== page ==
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Socket AM2 screws up the DDR-II clock

Discussion in 'CPUs' started by kchakkar, 22 May 2006.

  1. kchakkar

    Gangster

    Joined: 3 May 2004

    Posts: 369

    Location: UK

    Chip can't get the memory clock right


    By Theo Valich: Monday 22 May 2006, 17:29

    OH BOY. I can't think of many reasons why AMD would not like us to review the Socket AM2 CPU, but this reason could be a killer thing for all the reviews that will land tomorrow. Expect at least one "accidentally-leaked" marketing or sales presentation from Chipzilla where this thing gets blown out of all proportion.

    It seems that AMD's memory controller has a bit of a maths problem. It has a habit of downclocking the system memory by a notch or two. Nothing serious, of course, it's just a matter of the fact that the HyperTransport divider is set at "5", and the number it is dividing is 1000. As we all know, 1000MHz is the actual clock of HyperTransport links. So, AMD works at "200" as a base, which is great if you have memory running at 200MHz, 400MHz, 600MHz, 800MHz, 1000MHz, and 1200MHz and so on.

    But, if you have "shock-combo" DDR-I/II memory that runs at 333, 533, 667MHz, you could be in a bit of ruff'n'tumble. And just by accident, that DDR-II memory standard has several speed grades, including those at 533 and 667MHz.

    continued:
    http://www.theinquirer.net/?article=31874
     
  2. The Pat

    Wise Guy

    Joined: 11 Apr 2006

    Posts: 1,858

    Location: London

    The conroe just keeps sounding better and better. Just hope they don't screw up the memory like this.
     
  3. Jokester

    Don

    Joined: 7 Aug 2003

    Posts: 42,441

    Location: Aberdeenshire

    A64s have always fudged memory clock speeds on non whole number dividers, so it's no great surprise to be honest.

    Jokester
     
  4. Ladforce

    Hitman

    Joined: 17 Feb 2006

    Posts: 898

    Location: Fleet

    hm they seem to be making mistakes they cant really afford with conroe out soon.
     
  5. NathanE

    Capodecina

    Joined: 21 Oct 2002

    Posts: 18,022

    Location: London & Singapore

    Perhaps the creaks are finally starting to show in the concept of on-die memory controllers. I'm glad Intel has stood firm with its no IMC policy.
     
  6. Jokester

    Don

    Joined: 7 Aug 2003

    Posts: 42,441

    Location: Aberdeenshire

    I wouldn't class it as a mistake, as if you know what you're doing you can still get the RAM running at it's right speed, if you balance FSB, multipliers and dividers, which you would be doing if you're overclocking anyway.

    If you're not overclocking you won't know the difference between 257Mhz and 266MHz anyway.

    Jokester
     
  7. Jokester

    Don

    Joined: 7 Aug 2003

    Posts: 42,441

    Location: Aberdeenshire

    It comes from a dodgy implementation in the clock speed logic, rather than any inherent problem with on die memory controllers. The equation the chip uses has the same term on the top as well as the bottom of a division. Normally the terms would cancel out to give you the right answer. Just that it works out the top line first and rounds it...

    I believe Intel will be using an on die controller on the replacement to LGA775?

    Jokester
     
  8. NathanE

    Capodecina

    Joined: 21 Oct 2002

    Posts: 18,022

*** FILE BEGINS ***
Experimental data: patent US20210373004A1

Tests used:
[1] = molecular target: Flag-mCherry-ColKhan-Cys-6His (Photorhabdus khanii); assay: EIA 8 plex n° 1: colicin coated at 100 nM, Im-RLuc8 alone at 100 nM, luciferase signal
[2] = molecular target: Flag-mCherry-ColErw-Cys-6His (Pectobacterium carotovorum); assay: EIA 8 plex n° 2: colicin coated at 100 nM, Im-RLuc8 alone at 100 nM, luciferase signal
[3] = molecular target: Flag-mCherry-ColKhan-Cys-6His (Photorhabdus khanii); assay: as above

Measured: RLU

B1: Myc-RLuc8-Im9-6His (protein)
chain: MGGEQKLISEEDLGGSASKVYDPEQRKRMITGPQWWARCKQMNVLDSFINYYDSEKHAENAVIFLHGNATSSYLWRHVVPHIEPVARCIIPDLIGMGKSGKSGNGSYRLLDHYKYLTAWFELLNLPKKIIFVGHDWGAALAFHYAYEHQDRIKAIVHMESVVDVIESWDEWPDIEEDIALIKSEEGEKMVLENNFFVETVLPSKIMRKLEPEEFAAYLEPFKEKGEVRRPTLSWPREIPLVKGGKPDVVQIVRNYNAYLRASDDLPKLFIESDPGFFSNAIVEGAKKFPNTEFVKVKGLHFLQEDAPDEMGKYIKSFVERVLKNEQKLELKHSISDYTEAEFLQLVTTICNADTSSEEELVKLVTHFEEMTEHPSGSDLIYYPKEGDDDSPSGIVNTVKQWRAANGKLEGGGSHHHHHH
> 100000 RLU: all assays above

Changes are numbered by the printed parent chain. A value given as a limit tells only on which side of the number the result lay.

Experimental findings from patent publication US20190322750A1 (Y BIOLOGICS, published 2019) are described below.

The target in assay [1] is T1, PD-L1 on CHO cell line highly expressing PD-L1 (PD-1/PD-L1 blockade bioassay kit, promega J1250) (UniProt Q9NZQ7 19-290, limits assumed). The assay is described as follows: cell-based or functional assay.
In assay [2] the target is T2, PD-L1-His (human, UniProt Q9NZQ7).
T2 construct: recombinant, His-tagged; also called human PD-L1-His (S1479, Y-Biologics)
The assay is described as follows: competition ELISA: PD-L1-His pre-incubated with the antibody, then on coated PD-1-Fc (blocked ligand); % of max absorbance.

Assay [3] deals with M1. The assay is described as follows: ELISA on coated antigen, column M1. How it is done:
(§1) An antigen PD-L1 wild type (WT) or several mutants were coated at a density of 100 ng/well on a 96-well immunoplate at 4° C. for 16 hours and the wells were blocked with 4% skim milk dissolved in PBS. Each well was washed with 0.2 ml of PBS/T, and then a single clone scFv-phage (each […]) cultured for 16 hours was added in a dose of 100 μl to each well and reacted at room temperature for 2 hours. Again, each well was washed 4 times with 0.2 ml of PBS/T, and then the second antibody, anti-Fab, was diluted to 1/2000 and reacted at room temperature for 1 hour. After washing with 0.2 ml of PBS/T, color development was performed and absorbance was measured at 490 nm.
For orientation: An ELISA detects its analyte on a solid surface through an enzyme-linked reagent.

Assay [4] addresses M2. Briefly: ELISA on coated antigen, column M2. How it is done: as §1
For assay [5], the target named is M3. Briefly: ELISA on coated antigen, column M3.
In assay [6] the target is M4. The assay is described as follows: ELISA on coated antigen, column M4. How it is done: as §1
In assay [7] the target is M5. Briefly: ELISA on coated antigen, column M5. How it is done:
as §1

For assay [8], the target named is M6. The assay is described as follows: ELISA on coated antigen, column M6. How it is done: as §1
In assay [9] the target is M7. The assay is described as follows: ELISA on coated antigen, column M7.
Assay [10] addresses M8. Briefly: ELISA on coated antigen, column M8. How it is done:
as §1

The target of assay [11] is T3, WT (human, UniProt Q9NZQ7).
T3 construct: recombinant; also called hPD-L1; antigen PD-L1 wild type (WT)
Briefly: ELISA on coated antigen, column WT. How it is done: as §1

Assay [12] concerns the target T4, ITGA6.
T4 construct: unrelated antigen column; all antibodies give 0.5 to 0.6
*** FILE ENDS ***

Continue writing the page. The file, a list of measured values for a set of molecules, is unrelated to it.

Location: London & Singapore

    Nope. The only Intel chip to use IMC is the next Itanium.
     
  9. lucifersam

    Gangster

    Joined: 18 May 2006

    Posts: 474

    Location: Somewhere South

    which chip have you heard of that uses this or did you mean the itanium, the kentsfield and as far as i know all of intels current roadmapped CPUs do not use IMCs but continue with the current FSB solution.

    Give HTT and DDR2 time new implementation there will be fixes i do not doubt!
     
  10. richard smith

    Wise Guy

    Joined: 12 Jul 2003

    Posts: 2,199

    Location: Colchester, Essex

    Ah, so only on their top end chips then, eh? ;)
     
  11. NathanE

    Capodecina

    Joined: 21 Oct 2002

    Posts: 18,022

    Location: London & Singapore

    I suppose you could interpret it that way ;)

    Seriously though, the Itanium makes Intel no money. They use it for long term research and development. Academics like it. That's about it really.
     
  12. str

    Mobster

    Joined: 18 Oct 2002

    Posts: 2,842

    Is the available bandwidth much of a concern especially considering there is only a small difference in maximum and calculated speeds? Also latency is what really matters so having the memory controller on the CPU is giving AMD the latency advantage?

    In otherwords it'll make little difference and having an IMC is a good thing? :)
     
  13. Stelly

    Don

    Joined: 5 Oct 2005

    Posts: 11,063

    Location: Liverpool

    still I bet someone in AMD is saying "DOH!" at this moment in time

    Stelly
     
  14. Kamakazie!

    Wise Guy

    Joined: 12 Jan 2003

    Posts: 1,945

    Intel plan on going to an on-die memory controller sometime in 2008/09 with Nehalem. They have to do this to compete with AMD in the 4+ server space. They just wont be competetive there untill they impliment it.
     
  15. Biggles 266

    Gangster

    Joined: 15 May 2004

    Posts: 492

    I don't see what the problem is. It's clearly a BIOS issue since it is not auto-detecting and setting dividers properly.

    Yeah, me too. Why bother with faster memory access times? In fact, screw DDR2, lets go back to SD-RAM!

    IMC is the way forward and you can be sure that Intel will have it as soon as they have the data buses to match.